YOU CAN DO IT! It will be really hard but remind yourself of the reasons why you want to make a change, write them down and stick them up around your house! Think of all the wonderful things you can do with your life when you don’t have your eating disorder! Imagine a future without your ED and allow yourself to conceive of this future as better, healthier, more free, happier, more fulfilling than the life you’re living now. Because I guarantee it will be.
Keep fighting the good fight!
Last month we had our Music as Expression group in Newmarket. We got together each Saturday to play music together – sometimes we just did free jams, but we also looked up pop songs online to play and sing together.
Percussion instruments were available for people to play, but some folks got really creative and made instruments out of things around their houses! It just goes to show that music can be found anywhere!
Keep an eye on our Expressive and Therapeutic Arts page to find out when the next Music group will be, and to learn about upcoming arts groups in your community!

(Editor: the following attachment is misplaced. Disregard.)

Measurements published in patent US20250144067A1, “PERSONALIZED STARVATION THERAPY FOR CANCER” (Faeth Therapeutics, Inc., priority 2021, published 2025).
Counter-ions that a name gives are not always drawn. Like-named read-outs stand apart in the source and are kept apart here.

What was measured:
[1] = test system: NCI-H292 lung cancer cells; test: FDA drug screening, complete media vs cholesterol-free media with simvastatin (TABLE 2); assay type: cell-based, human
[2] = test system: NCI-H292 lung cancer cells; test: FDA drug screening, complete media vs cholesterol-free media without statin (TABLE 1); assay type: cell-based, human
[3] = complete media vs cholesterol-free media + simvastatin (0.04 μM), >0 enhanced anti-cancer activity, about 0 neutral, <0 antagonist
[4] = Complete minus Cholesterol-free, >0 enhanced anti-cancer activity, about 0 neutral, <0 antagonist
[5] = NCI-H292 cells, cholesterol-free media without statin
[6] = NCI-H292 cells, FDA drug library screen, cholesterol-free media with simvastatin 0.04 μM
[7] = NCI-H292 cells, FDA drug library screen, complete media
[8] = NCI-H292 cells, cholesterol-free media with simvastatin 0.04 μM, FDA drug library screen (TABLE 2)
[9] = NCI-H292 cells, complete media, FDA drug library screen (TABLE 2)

March 15, 2017
By Brock Weir
Reposted from The Auroran
People spend so much time thinking, ‘If only I had more time, I would…” and, according to Shannon Leigh Phair, they invariably have a list of things to fill in that blank. But, what if the real question was what you would do if you had less time?
That is the question Ms. Phair started weighing when, in February of 2014, she was diagnosed with colon cancer aged just 32.
Still fighting the fight, the Beeton resident says she has always known deep down she is an artist at heart, but her diagnoses gave her the opportunity to explore deeper that side of herself, a side which had taken a back seat to her nine-to-five job.
The results of this exploration form part of the Art Heals exhibition now on at the Aurora Cultural Centre featuring artists from York, Durham and Simcoe Regions whose works are the end result of their healing process. Curated by Clare Bolton of the Aurora Cultural Centre, the Art Cures project is spearheaded by Allan O’Marra who saw several instances of the healing power of art while working with Mental Health Sciences in Whitby.
“In 2015, I conceived the idea of asking fellow artists to create works of art with emotional healing in mind,” said Mr. O’Marra in a statement. “The premise of the show was for each artist to create a work of art that, in its creation, deals with, and hopefully helps in the healing process of personal issues such as past discrimination issues, marital or family problems, past-life issues, serious disappointments, and so on.”